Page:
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Address by HRH Princess Maha Chakri Sirindhorn

Photo credits: Kesara Aotarayakul.

It is a great pleasure for me to join you once again on this year's World Food Day at the FAO Regional Office for Asia and the Pacific. Let me congratulate the organization on its Sixtieth Anniversary. We certainly look forward to many more years of service and support.

The beginnings of agriculture happened when our ancestors moved from merely hunting or picking food in nature towards the management of plants, animals, fishes and forests. Through experimentation and adaptation, people produced foods and household products to meet their demands and needs, for consumption and also for trade. New micro-organisms were sought out and adapted to local circumstances and the needs of the people, largely through travel, exploration and other forms of intercultural exchanges.

In today's world, because of the immense progress in communication, the frequency of intercultural dialogue is fast growing. The effects of the information flows are also becoming more evident and pronounced. What in the recent past was available in a country has now become more universally available and affordable. As a result, the biodiversity of the available genetic resources has been exploited and utilized for the benefit of mankind. However, we must manage our precious resources carefully to create food security and sustainable agriculture.

Thus, the theme of this year's World Food Day is of special significance for us in the Asia and Pacific region from several perspectives.

In reference to Thailand, and also in many other countries of the region, agriculture is important economically and culturally. Thailand has thus managed to utilize plant and animal species and cultivars, both indigenous and imported, to meet its needs and for export. A case in point is that of rice which was first grown in the region. Thailand is now the number one exporter in the world. Other examples include the development of tropical fruits and orchids, and the booming livestock and seafood industries.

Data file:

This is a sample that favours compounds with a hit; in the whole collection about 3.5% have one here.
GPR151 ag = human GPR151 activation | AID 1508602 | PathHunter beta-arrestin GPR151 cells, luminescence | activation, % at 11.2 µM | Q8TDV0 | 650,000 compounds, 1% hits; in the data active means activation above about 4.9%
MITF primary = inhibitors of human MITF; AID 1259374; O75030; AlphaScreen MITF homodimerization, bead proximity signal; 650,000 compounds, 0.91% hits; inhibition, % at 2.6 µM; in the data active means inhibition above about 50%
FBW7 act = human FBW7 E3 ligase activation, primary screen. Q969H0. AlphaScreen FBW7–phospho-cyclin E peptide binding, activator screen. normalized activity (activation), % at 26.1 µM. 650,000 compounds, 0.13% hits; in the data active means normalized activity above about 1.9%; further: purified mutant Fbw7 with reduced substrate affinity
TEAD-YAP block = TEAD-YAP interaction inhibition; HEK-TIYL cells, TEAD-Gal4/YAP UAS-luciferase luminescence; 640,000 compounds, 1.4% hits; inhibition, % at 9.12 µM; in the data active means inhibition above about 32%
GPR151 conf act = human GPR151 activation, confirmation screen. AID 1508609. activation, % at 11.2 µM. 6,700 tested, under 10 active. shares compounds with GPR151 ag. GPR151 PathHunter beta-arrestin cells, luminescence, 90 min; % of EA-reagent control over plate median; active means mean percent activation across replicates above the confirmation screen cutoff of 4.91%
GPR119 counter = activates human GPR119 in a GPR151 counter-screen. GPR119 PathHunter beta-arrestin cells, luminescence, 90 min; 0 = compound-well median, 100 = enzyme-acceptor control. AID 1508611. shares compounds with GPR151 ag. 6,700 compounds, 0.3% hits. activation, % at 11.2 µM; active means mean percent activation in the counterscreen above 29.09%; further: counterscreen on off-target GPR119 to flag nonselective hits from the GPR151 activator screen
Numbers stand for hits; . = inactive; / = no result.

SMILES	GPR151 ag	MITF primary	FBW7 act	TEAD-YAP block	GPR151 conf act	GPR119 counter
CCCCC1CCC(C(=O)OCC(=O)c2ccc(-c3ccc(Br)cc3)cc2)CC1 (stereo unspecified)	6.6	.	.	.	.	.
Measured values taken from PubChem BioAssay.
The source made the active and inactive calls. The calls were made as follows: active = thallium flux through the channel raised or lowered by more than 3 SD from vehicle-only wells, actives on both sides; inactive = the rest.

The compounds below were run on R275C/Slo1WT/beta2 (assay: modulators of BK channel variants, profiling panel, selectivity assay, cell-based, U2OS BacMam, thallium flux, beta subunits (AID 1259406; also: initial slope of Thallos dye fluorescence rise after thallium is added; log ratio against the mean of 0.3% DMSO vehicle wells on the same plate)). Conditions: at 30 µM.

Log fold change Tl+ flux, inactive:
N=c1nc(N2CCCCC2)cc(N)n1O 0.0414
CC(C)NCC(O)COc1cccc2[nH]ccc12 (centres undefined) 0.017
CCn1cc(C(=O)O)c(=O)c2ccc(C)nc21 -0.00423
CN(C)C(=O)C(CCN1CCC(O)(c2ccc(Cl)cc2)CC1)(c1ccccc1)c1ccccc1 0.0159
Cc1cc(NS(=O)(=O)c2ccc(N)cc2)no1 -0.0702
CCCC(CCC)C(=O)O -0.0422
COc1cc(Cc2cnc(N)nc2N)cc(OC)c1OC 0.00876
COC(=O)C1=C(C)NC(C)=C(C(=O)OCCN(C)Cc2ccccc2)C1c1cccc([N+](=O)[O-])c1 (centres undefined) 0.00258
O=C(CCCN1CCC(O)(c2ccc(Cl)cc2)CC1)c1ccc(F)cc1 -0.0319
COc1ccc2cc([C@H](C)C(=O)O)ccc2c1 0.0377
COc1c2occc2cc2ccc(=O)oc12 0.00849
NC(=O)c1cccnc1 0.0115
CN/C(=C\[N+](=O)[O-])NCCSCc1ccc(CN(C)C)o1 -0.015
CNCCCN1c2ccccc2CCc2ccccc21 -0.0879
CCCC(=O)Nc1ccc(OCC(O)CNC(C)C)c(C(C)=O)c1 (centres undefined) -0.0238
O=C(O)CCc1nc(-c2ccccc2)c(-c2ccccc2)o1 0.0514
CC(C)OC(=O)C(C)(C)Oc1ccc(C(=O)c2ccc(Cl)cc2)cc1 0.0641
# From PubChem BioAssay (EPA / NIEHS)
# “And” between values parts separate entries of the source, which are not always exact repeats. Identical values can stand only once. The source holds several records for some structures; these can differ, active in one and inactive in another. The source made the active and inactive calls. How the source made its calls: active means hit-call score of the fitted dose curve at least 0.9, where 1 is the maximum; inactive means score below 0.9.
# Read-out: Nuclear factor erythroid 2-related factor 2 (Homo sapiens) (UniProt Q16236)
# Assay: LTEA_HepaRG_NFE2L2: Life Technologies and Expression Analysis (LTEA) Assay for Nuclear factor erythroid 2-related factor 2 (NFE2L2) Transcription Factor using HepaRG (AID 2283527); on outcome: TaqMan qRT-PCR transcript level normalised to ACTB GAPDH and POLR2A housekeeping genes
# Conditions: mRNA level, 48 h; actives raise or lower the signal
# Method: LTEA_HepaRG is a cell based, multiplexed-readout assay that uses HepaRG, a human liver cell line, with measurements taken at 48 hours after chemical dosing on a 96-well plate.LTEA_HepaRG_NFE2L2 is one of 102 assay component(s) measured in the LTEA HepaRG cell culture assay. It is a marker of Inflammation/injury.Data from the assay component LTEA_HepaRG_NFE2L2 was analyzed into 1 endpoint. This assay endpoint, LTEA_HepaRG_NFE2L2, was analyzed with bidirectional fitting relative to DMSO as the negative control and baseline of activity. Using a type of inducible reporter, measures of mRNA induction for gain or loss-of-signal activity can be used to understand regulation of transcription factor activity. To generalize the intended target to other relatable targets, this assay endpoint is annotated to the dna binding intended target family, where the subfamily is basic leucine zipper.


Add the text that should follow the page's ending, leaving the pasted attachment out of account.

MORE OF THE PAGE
Thailand is, therefore, one country that has benefited tremendously from its agricultural pursuits and development up to the present. It is also one of the few countries to have transformed itself from an agrarian country to a relatively industrialized one, yet still maintains the importance of agriculture.

We should also be aware that agriculture is not just about exploitation and adaptation via technological improvements. It also has cultural dimensions. In our country, the diversity of peoples, cultures, and cultural mixes reflects the diversity and even the uniqueness of the food and food products.

I personally consider this year's theme a valued acknowledgement as well as a demanding reminder that we depend on each other and that everyone has something useful to contribute for the betterment of agriculture. This message should be kept closely in mind by all the people who are involved in the long food chain from the private sector up to governments.

In our region, poverty and hunger still affect a large number of people. Our concerted efforts should concentrate on the application of relevant and appropriate technologies, improved organization and support services to help eliminate poverty and hunger. These efforts also require intercultural dialogue to create flexibility, understanding and the willingness to assist one another.

I join you all in congratulating FAO on this auspicious day for its achievements and offer Thailand's good and full-hearted support to the World Food Day theme.

Thank you.

Photo credits: KPT.

Photo credits: Trakul Na Chiangmai.

Photo credits: FAO/Xie Mingde.

Photo credits: FAO/Johnson.

Photo credits: FAO/C. Boonjarus.

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